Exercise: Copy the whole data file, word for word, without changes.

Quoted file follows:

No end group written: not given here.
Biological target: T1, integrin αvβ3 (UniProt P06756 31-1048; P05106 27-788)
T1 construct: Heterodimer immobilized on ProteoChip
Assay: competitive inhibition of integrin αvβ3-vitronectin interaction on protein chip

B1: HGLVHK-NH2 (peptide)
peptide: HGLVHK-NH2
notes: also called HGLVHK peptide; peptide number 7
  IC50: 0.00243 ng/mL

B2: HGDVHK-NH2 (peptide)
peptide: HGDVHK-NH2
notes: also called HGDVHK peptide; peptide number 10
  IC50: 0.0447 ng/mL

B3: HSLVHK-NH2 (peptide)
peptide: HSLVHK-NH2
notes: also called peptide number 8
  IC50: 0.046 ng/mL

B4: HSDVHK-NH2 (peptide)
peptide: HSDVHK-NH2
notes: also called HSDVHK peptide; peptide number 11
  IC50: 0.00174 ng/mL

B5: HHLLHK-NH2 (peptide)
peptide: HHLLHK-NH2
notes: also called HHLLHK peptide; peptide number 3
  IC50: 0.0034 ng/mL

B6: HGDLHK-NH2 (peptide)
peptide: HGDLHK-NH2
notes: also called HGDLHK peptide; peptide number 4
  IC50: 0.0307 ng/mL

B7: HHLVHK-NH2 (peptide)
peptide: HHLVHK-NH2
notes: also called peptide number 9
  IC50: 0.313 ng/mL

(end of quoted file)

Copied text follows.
No end group written: not given here.
Biological target: T1, integrin αvβ3 (UniProt P06756 31-1048; P05106 27-788)
T1 construct: Heterodimer immobilized on ProteoChip
Assay: competitive inhibition of integrin αvβ3-vitronectin interaction on protein chip

B1: HGLVHK-NH2 (peptide)
peptide: HGLVHK-NH2
notes: also called HGLVHK peptide; peptide number 7
  IC50: 0.00243 ng/mL

B2: HGDVHK-NH2 (peptide)
peptide: HGDVHK-NH2
notes: also called HGDVHK peptide; peptide number 10
  IC50: 0.0447 ng/mL

B3: HSLVHK-NH2 (peptide)
peptide: HSLVHK-NH2
notes: also called peptide number 8
  IC50: 0.046 ng/mL

B4: HSDVHK-NH2 (peptide)
peptide: HSDVHK-NH2
notes: also called HSDVHK peptide; peptide number 11
  IC50: 0.00174 ng/mL

B5: HHLLHK-NH2 (peptide)
peptide: HHLLHK-NH2
notes: also called HHLLHK peptide; peptide number 3
  IC50: 0.0034 ng/mL

B6: HGDLHK-NH2 (peptide)
peptide: HGDLHK-NH2
notes: also called HGDLHK peptide; peptide number 4
  IC50: 0.0307 ng/mL

B7: HHLVHK-NH2 (peptide)
peptide: HHLVHK-NH2
notes: also called peptide number 9
  IC50: 0.313 ng/mL